You cannot get frustrated, Danny Williams encourages volunteers
Barbara Ellington, Public Affairs Editor
R. DANNY Williams has encouraged the membership of the American Women's Group (AWG) to continue its work on behalf of the less fortunate in Jamaica. He was addressing last Thursday's luncheon meeting at the Terra Nova All-Suite Hotel in St Andrew, where he told several of his personal stories of a life of volunteerism. He sought to explain why volunteerism is vital to the lives of those who receive their much-needed help. These include a girl who got a scholarship for high school but couldn't afford to go. With help from his associates, she is currently a medical student in university.
Admitting that he, like many voluntary organisations, was sometimes frustrated by the process, he reminded them that they cannot fire volunteers because even the most uncooperative ones are also giving their time and resources freely. "The work is hard, but you can't fire them because you need them for the occasional things they do, as most of the work is usually done by a few," Williams said.
But he revealed that when he feels frustrated, he is encouraged and invigorated by his daily observations of children who couldn't attend university and parents who couldn't afford it, save for the work he and others find the resources to do. Williams' more that 60 years of volunteerism began with the Lister Mair/Gilby School for the Deaf, but he has also worked tirelessly with the Jamaica Association for the Deaf, Jamaica Association for Lifelong Learning (formerly JAMAL), the Junior Chamber, Tony Thwaites Wing and more.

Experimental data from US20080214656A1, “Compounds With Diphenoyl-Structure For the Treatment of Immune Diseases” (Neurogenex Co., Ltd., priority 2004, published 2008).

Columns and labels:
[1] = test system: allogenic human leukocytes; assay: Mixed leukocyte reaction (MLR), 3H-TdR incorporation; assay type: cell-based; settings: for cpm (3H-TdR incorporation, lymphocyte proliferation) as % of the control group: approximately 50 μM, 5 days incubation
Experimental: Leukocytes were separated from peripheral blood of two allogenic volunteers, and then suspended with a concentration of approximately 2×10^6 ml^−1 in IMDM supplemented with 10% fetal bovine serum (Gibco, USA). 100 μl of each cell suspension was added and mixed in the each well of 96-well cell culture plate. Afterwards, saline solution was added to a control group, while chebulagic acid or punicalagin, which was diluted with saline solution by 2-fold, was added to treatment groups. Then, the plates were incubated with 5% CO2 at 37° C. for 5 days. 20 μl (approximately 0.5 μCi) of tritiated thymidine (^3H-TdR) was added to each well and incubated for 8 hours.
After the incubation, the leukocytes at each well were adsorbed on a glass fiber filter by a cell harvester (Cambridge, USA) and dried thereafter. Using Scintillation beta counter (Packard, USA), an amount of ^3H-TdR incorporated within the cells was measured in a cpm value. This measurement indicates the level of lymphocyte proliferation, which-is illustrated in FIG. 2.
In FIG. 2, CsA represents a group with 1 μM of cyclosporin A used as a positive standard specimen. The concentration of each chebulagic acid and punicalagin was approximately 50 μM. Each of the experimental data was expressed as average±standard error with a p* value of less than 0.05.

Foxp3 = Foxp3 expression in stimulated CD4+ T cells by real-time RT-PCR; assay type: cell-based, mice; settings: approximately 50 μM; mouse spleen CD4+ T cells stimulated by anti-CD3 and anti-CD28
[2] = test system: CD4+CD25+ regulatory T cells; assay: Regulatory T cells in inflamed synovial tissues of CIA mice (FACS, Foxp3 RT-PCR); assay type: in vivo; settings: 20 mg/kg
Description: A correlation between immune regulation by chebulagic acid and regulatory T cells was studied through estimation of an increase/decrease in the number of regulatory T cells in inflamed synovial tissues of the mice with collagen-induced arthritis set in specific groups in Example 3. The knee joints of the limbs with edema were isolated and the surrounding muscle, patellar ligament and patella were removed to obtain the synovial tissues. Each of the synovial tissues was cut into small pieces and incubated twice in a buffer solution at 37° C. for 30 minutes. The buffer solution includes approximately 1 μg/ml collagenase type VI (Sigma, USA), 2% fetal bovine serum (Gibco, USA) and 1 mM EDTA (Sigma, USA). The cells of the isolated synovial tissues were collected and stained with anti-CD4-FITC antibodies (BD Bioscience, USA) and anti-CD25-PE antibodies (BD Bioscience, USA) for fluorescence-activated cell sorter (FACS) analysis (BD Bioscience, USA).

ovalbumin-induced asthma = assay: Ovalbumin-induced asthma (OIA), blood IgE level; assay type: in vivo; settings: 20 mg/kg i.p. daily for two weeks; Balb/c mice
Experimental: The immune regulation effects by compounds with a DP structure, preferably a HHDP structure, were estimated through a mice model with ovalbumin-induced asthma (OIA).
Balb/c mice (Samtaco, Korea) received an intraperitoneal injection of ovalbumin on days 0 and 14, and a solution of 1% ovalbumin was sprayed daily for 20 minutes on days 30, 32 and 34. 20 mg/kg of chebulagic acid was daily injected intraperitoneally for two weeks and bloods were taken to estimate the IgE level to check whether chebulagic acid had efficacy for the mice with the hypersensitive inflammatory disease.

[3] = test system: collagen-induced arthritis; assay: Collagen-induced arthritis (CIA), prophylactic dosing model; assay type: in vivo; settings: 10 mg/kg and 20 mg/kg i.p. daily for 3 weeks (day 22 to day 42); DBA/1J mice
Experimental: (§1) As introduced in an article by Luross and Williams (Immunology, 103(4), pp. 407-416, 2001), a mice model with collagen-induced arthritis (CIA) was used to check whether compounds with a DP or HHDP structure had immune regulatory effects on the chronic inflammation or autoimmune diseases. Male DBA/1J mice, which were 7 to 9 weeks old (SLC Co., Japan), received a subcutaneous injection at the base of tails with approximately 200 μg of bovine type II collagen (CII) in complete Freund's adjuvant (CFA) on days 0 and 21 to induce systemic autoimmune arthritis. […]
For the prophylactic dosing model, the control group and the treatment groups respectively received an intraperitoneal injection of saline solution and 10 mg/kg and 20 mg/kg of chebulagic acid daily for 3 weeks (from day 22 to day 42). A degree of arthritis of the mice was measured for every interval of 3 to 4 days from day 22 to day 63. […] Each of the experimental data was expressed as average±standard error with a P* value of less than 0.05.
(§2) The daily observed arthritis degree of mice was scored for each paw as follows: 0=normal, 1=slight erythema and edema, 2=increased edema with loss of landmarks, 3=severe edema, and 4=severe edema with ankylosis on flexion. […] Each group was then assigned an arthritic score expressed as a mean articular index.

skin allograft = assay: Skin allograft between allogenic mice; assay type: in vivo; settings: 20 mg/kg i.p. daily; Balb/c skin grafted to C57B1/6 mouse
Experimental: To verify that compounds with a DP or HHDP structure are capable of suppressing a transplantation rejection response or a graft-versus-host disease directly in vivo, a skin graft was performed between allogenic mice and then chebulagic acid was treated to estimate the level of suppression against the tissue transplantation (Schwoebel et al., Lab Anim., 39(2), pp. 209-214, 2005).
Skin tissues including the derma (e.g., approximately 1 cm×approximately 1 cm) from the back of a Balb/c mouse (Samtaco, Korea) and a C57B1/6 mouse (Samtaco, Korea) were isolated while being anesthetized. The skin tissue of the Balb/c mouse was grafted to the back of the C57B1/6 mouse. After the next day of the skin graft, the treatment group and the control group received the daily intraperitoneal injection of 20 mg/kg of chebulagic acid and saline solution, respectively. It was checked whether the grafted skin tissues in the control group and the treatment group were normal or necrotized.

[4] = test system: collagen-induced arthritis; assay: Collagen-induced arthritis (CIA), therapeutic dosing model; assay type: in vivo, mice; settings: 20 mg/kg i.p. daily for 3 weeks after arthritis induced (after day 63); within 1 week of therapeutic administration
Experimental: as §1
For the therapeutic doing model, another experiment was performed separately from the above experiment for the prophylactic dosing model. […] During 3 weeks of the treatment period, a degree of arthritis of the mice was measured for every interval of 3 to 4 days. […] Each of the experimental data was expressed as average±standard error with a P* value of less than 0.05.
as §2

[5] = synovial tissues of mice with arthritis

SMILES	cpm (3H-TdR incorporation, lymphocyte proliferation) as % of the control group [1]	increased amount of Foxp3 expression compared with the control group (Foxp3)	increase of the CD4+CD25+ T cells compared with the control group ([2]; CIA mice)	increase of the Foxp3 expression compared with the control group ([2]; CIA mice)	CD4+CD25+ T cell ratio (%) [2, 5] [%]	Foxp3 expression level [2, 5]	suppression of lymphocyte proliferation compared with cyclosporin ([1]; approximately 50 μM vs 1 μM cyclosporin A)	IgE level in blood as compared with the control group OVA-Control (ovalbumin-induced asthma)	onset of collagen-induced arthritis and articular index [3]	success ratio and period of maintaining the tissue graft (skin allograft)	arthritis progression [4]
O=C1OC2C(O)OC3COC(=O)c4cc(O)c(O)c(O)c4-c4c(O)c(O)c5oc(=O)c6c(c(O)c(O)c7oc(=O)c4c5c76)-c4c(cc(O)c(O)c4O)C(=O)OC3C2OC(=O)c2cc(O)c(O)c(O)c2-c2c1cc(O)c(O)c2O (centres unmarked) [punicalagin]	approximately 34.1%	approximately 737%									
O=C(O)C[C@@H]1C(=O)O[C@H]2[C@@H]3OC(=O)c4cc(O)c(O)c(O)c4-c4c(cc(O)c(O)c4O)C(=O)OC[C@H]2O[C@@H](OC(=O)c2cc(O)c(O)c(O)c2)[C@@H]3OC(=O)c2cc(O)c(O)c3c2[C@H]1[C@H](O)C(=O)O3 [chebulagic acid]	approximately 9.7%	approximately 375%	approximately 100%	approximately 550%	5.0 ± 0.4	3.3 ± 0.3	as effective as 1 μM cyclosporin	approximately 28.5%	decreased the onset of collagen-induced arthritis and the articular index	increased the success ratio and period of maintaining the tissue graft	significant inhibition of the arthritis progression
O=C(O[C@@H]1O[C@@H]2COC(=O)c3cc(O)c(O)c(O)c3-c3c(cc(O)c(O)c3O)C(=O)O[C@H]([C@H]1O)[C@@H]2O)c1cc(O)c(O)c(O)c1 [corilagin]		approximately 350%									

But for the past nine years, the Sagicor chairman has been thrust into the limelight because of his heavy involvement with his alma mater Jamaica College (JC). He said there is much poverty in Jamaica leading to moral decay because children are suffering through no fault of their own.
"Unless the AWG and other voluntary organisations do what you do, God knows what would happen; your work is critical to their success,"Williams said. He told the women that in 2005, when he began his work with JC, the campus was in a state of disrepair. It needed a good fixing up. But his greatest shock came from seeing the needs of the boys.
"Hundreds of them had no lunch money, bus fare, school shoes. Many left home without breakfast. They walked to Half-Way Tree in the hot sun daily, and others had one uniform that had to be washed overnight so they could wear it the next day. Others did odd jobs to help out their families," he revealed.
Williams said many that times a bursary worth $20,000 or $30,000 that is given to a student makes a world of difference, as some of them cannot even afford to pay exam fees and then they fall through the cracks. He said today, he and others are proud to see where JC has reached. "The boys are courteous, discipline has improved, they wear their ties with pride and it is a different school all together, "Williams gushed with very obvious pride.
Today, Williams receives regular calls from other principals and past students' associations wanting to know how to replicate the JC success story and this reinforces the fact that such work is vital to the future of our nation. "Don't stop what you are doing, don't lose faith; it is important work. If someone did not care for us, we wouldn't be here today," Williams said.